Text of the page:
Dundee Airport’s funding was slashed by half this year, despite experiencing a surge in passenger numbers.
The city’s airport saw a 60% increase in passengers flying from it this year, despite losing a popular but short-lived service to Amsterdam.
Dundee’s is one of 11 airports which form Highlands and Islands Airport Limited (HIAL).
The passenger figures were the largest increase witnessed across all of HIAL’s airports but Dundee received only slightly more than £1.5 million from the Scottish Government in 2016-17.
In 2015-16, the airport received more than £3 million and since 2012, funding for the city’s airport has averaged £2.9 million annually, according to figures obtained under Freedom of Information legislation.
The Scottish Government’s national transport agency, Transport Scotland, is responsible for HIAL’s main source of income.
The Courier asked HIAL and Transport Scotland why funding had been cut and whether capital projects, including the construction of a radar system, are planned for next year.
A spokesman for HIAL said: “Dundee Airport’s costs and revenue remained relatively stable for the year 16/17, however it did benefit from a one off pensions adjustment.
“We meet regularly with our stakeholders to discuss all operational and expansion opportunities in relation to our facilities including air traffic control provision across all our airports including Dundee and these will be ongoing in 2018.”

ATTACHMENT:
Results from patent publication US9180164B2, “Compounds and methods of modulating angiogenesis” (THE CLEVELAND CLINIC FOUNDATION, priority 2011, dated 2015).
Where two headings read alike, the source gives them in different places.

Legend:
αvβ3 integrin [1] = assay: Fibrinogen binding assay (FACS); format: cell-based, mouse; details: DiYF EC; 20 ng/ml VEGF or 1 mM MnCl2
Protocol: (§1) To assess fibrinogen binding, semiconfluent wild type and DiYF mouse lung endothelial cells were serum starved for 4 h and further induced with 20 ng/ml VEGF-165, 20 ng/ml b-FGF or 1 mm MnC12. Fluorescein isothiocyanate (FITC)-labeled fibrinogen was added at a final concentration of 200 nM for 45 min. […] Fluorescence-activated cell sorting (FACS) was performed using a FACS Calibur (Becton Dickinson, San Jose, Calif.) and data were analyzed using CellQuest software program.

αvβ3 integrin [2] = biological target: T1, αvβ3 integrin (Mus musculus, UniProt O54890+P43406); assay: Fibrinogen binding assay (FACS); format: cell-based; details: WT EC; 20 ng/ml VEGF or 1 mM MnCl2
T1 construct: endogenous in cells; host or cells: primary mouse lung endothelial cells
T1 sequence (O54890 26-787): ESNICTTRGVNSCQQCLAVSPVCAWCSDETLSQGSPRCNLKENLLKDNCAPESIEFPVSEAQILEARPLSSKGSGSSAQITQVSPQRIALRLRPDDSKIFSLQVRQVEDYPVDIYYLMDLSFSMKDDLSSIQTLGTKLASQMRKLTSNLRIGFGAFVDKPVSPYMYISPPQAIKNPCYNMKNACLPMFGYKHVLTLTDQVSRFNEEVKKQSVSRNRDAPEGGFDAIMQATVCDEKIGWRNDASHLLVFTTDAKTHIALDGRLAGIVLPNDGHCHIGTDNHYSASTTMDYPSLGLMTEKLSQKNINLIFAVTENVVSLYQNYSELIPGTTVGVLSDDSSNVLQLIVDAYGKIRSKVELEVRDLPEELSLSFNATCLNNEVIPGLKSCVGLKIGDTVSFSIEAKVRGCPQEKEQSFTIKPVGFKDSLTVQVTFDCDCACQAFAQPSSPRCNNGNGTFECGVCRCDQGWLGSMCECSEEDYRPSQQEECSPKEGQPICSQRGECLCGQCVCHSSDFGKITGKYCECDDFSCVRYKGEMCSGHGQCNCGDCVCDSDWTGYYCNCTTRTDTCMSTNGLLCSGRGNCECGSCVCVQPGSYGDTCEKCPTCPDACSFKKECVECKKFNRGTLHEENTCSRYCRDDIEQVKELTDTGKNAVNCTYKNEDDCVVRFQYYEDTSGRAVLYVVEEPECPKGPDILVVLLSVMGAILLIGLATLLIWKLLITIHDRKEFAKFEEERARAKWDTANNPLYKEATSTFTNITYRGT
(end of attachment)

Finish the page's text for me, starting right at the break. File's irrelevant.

A Transport Scotland spokesperson said: “We provide funding to HIAL to ensure the safe operation of all its airports and HIAL allocates this accordingly. The subsidy makes up the difference between operating costs and commercial revenue.
“Figures for specific airports can include significant capital projects which means figures for one year are not directly comparable with previous years.
“We work hard with Dundee City Council, HIAL and other partners to develop services at Dundee Airport. Proposals for infrastructure improvements would be considered on a case by case basis.”
North East Scottish Conservative MSP Bill Bowman, said a lack of radar facility at Dundee Airport might be putting prospective airline operators off from using it as a main destination.
He said: “Up until now, Dundee has had to piggyback on radar capabilities at Leuchars.
“FlyBe, which is a commercial operator with its own rules and prerogative, chose to pull out of the Amsterdam trips.
“Dundee has a natural advantage as a competitive destination for aircraft, with a growing capacity for visitors that airlines should want to exploit.
“The fact no other operator has come forward would seem to reinforce their reticence for a permanent continental link.
“Transport Scotland is HIAL’s biggest source of income, as it offsets the revenue losses across the 11 airports.
“I have written to the transport secretary asking whether he would agree that Dundee should be given the chance to succeed as a main airport, and whether a standalone radar would be feasible.”